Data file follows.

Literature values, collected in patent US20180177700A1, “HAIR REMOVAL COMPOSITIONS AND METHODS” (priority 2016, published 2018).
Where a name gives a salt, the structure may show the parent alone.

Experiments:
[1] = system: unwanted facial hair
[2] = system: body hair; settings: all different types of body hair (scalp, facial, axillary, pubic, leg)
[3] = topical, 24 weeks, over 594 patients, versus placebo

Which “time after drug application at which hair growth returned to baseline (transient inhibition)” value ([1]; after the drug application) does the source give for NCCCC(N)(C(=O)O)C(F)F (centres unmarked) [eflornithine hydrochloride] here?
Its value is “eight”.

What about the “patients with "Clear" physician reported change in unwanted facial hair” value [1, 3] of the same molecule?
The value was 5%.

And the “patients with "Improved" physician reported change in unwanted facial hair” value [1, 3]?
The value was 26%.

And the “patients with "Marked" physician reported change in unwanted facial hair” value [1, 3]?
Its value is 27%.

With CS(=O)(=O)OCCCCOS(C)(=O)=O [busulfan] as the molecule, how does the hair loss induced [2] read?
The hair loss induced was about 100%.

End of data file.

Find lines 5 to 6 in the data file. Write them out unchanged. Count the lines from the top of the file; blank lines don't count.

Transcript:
[2] = system: body hair; settings: all different types of body hair (scalp, facial, axillary, pubic, leg)
[3] = topical, 24 weeks, over 594 patients, versus placebo